Gas Exchange

Crops with C3 and C4 type photosynthesis, which are the principal focus of this book and currently represent over 98% of cultivated crops in terms of land area utilized, inherently have a much lower water-use efficiency (WUE) than CAM plants. The WUE equals the net CO2 fixed by photosynthesis divided by the water lost via transpiration on an instantaneous, daily or seasonal basis. The water vapour content of saturated air, which is the case for nearly all the air spaces within the shoots of plants, increases essentially exponentially with temperature. For example, air saturated with water vapour contains 6.8 g of water vapour m-3 at 5°C, 17.3 g m-3 at 20°C, and 39.7 g m-3 at 35°C. The water vapour content of the air surrounding plants is generally far below the saturation value and does not change much during the course of a day unless a major change in weather occurs. For air containing 4.0 g of water vapour m-3 (relative humidity of 59% at 5°C, 23% at 20°C, and 10% at 35°C), the shoot-to-air difference in water vapour content is 2.8gm-3, 13.3 g m-3, and 35.7 g m-3 at the respective temperatures. The rate of water loss depends on this shoot-to-air difference in water vapour content and the amount of stomatal opening; for the same amount of stomatal opening, transpiration is thus 13.3/2.8 or 4.8-fold higher at 20°C than at 5°C and 35.7/13.3 or 2.7-fold higher at 35°C than at 20°C. If the shoot and air temperatures are 15°C cooler during the night than during the day (which is realistic where CAM plants are grown) transpiration would be three to five times lower during the night than during the day for the same amount of stomatal opening. This underscores the importance of nocturnal stomatal opening for water conservation by CAM plants. CAM crops also tend to have a lower maximal stomatal conductance than do C3 and C4 crops, which further reduces water loss (Nobel, 1988, 1994).

Plants using the C3 or the C4 photosynthetic pathway have a net CO2 uptake only during the day, whereas CAM plants take up CO2 predominantly during the night. However, they can also take up CO2 during the day, especially when soil water is not limiting (Fig. 14.1). Any evaluation of shoot gas exchange over 24 h periods, as is necessary and conventional for CAM plants (Fig. 14.1), automatically includes the contribution of respiration to net CO2 uptake. The maximal instantaneous rates of net CO2 uptake by Agave mapisaga and O. ficus-indica occur at night and can be greater than those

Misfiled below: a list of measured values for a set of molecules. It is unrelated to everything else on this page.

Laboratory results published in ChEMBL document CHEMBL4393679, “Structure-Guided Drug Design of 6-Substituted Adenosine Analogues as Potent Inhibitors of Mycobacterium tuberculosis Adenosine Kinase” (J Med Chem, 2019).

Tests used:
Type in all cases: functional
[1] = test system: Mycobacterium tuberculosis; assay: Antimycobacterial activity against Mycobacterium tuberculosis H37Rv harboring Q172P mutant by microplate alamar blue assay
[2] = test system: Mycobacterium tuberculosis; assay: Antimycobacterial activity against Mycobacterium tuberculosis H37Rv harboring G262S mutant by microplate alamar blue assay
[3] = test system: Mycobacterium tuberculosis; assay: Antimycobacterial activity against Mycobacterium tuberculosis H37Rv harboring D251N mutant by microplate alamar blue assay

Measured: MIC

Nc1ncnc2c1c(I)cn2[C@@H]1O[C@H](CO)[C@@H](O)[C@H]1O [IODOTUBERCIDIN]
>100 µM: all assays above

Fig. 14.1. Net CO2 uptake over 24 h periods for various cultivated CAM species under approximately optimal conditions. Data for leaves of Agave mapisaga are from Nobel et al. (1992); for leaves of Agave fourcroydes from Nobel (1985); for leaves of Ananas comosus at a suboptimal PPF averaging 360 mmol m-2 s-1 from Medina et al. (1991); for stems of Opuntia ficus-indica from Nobel (1988) and P.S. Nobel (unpublished observations); and for stems of Stenocereus queretaroensis from Nobel and Pimienta-Barrios (1995) and P.S. Nobel (unpublished observations).

Fig. 14.1. Net CO2 uptake over 24 h periods for various cultivated CAM species under approximately optimal conditions. Data for leaves of Agave mapisaga are from Nobel et al. (1992); for leaves of Agave fourcroydes from Nobel (1985); for leaves of Ananas comosus at a suboptimal PPF averaging 360 mmol m-2 s-1 from Medina et al. (1991); for stems of Opuntia ficus-indica from Nobel (1988) and P.S. Nobel (unpublished observations); and for stems of Stenocereus queretaroensis from Nobel and Pimienta-Barrios (1995) and P.S. Nobel (unpublished observations).

of most other perennials whose maximal rates occur during the day. The instantaneous net CO2 uptake rates of these highly productive CAM species can exceed 25 |mmolm-2s-1 (Fig. 14.1), whereas nearly all ferns, shrubs and trees, as well as many C3 and C4 crops, have lower maximal uptake rates (Nobel, 1991b). The maximal net CO2 uptake rates for A. fourcroydes and Stenocereus queretaroensis are about 10 |mmol m-2 s-1 and are similar to those of many other perennials. Maximum instantaneous values for net CO2 uptake by Ananas comosus examined over 24 h periods by various research groups are relatively low (Bartholomew and Malezieux, 1994); for example, 2.2 |mmol m-2 s-1 (Borland and Griffiths, 1989), 2.4 |mmol m-2 s-1 (Nose et al, 1986), 3.6 |mmol m-2 s-1 (Neales et al., 1980) and 4.9 |mmol m-2 s-1 with a suboptimal PPF (Fig. 14.1; Medina et al., 1991). Indeed, net CO2 uptake by A. comosus has apparently not been measured under optimal conditions. Yet because of the high WUE of all of these CAM species, they can have a relatively high productivity when cultivated under dryland (non-irrigated) conditions. In the future, the most important and relevant comparisons among crops differing in photosynthetic pathway may be based on WUE, because the available supply of groundwater is steadily decreasing, as is the supply of uncontaminated surface water available for irrigation at a reasonable cost.

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